Located on a 100’ X 125’ lot on the southwest corner of Park Avenue and 59th Street, the silver aluminum and glass façade of the Pepsi-Cola Building seems to be a symmetric rectangular 10-story office building, which is separated from its neighbor. Actually, this 13-story building is adjacent to the masonry building by its recessed L-shaped, black-granite-clad service core. Its visually clean-cut look earned high praise.
On the south side, the service core is recessed 15’ from its building line, which creates a visual separation. The opposite side, in order to comply with the zoning regulation of New York City, is set back 20’ from the building line. The glass wall of the ground floor on the east and north sides are also recessed with two piers in the exterior on the east side. Viewed from the Park Avenue, the 9-story curtain wall seems only supported by these two piers. Especially, the northeastern view of this building at night is like “an elegant box of glass and aluminum, floating on piers (Goldberger 154).”
The 13-story building contains the ground floor, divided by a large scale glass wall into an interior lobby for reception and exhibition use, and an exterior plaza; 9-stories of office space with the curtain wall, and the recessed penthouses, including the eleventh floor, which is set back the same distance as the ground floor for a boardroom and the remaining floors, further recessed, which were originally used for machinery. Being the largest part of the façade, the curtain walls, with polished gray-green plate glass windows, set within anodized aluminum frames, are divided into 5-bay on Park Avenue façade and 9-bay on 59th Street façade by I-shaped mullions. The proportion of the curtain wall, which is created by the aluminum and glass, is also considered to be one of the aesthetic reasons that makes this building so respected.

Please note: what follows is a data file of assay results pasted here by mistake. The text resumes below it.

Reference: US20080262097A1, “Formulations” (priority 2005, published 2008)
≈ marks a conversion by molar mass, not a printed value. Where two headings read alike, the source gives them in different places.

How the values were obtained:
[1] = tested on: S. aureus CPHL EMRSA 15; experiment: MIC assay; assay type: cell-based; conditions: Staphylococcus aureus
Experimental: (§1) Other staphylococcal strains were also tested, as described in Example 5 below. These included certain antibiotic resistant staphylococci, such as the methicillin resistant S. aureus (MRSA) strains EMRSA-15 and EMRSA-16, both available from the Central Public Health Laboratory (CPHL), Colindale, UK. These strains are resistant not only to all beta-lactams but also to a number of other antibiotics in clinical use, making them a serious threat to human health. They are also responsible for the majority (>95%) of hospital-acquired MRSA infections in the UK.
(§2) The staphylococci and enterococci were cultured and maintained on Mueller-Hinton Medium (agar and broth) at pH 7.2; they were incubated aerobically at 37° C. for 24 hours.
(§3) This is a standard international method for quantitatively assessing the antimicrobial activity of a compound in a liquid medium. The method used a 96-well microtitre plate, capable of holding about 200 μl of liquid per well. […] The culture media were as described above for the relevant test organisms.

The interior of the ground floor was designed to be a reception and a gallery for travelling exhibitions. For an exhibition space, the recessed lights were used in the ceiling of the ground floor (In the current interior, these lights cannot be seen, but the recessed lights can be seen on the exterior ceiling of the ground floor). Because all the services were laid in the service core of the south and west end, the interior of the office floor are flexible and subdividable. The only restrain of the interior is the interruption of the 8 columns; even the partitions of offices were also movable. Partitions were designed to have glazed strips on top, which allowed natural light from the large size glass of the northern and eastern side to penetrate into the office cubes. The windows, viewed separated by the aluminum frame from the outside, are almost as high as the floor. The vertical blinds, which looked like high-quality mullions, were suggested to be designed intentionally. The exterior and the interior, which was also designed by SOM, show the modern aesthetic.